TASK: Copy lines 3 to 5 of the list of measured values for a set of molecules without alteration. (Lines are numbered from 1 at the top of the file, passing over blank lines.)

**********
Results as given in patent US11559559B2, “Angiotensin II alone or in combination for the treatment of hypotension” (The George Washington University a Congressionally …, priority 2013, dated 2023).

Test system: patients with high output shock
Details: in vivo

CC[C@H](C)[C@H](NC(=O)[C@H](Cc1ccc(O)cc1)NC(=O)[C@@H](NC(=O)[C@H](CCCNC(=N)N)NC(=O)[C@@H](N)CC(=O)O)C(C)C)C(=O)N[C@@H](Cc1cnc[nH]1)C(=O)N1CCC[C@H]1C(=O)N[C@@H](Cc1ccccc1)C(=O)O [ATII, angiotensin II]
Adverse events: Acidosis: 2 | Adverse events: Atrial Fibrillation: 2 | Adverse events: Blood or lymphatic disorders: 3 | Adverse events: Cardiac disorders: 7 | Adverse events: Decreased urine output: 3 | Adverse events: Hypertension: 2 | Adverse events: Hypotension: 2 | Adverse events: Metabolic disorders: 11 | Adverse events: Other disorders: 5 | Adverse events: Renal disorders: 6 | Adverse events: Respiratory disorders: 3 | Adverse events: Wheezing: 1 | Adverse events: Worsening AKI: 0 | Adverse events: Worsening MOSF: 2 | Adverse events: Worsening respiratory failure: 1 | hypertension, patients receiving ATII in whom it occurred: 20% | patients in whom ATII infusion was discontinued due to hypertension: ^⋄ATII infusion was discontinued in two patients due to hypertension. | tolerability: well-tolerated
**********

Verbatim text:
Details: in vivo

CC[C@H](C)[C@H](NC(=O)[C@H](Cc1ccc(O)cc1)NC(=O)[C@@H](NC(=O)[C@H](CCCNC(=N)N)NC(=O)[C@@H](N)CC(=O)O)C(C)C)C(=O)N[C@@H](Cc1cnc[nH]1)C(=O)N1CCC[C@H]1C(=O)N[C@@H](Cc1ccccc1)C(=O)O [ATII, angiotensin II]
Adverse events: Acidosis: 2 | Adverse events: Atrial Fibrillation: 2 | Adverse events: Blood or lymphatic disorders: 3 | Adverse events: Cardiac disorders: 7 | Adverse events: Decreased urine output: 3 | Adverse events: Hypertension: 2 | Adverse events: Hypotension: 2 | Adverse events: Metabolic disorders: 11 | Adverse events: Other disorders: 5 | Adverse events: Renal disorders: 6 | Adverse events: Respiratory disorders: 3 | Adverse events: Wheezing: 1 | Adverse events: Worsening AKI: 0 | Adverse events: Worsening MOSF: 2 | Adverse events: Worsening respiratory failure: 1 | hypertension, patients receiving ATII in whom it occurred: 20% | patients in whom ATII infusion was discontinued due to hypertension: ^⋄ATII infusion was discontinued in two patients due to hypertension. | tolerability: well-tolerated